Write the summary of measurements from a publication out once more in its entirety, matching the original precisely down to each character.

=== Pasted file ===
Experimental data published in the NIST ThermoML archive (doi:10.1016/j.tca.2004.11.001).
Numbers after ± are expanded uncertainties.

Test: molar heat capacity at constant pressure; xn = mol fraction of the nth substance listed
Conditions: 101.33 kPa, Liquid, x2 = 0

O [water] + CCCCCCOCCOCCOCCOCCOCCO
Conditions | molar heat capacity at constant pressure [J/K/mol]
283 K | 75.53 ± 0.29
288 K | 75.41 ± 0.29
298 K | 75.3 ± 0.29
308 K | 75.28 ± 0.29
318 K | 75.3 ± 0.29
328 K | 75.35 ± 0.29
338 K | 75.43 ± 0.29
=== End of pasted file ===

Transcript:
Experimental data published in the NIST ThermoML archive (doi:10.1016/j.tca.2004.11.001).
Numbers after ± are expanded uncertainties.

Test: molar heat capacity at constant pressure; xn = mol fraction of the nth substance listed
Conditions: 101.33 kPa, Liquid, x2 = 0

O [water] + CCCCCCOCCOCCOCCOCCOCCO
Conditions | molar heat capacity at constant pressure [J/K/mol]
283 K | 75.53 ± 0.29
288 K | 75.41 ± 0.29
298 K | 75.3 ± 0.29
308 K | 75.28 ± 0.29
318 K | 75.3 ± 0.29
328 K | 75.35 ± 0.29
338 K | 75.43 ± 0.29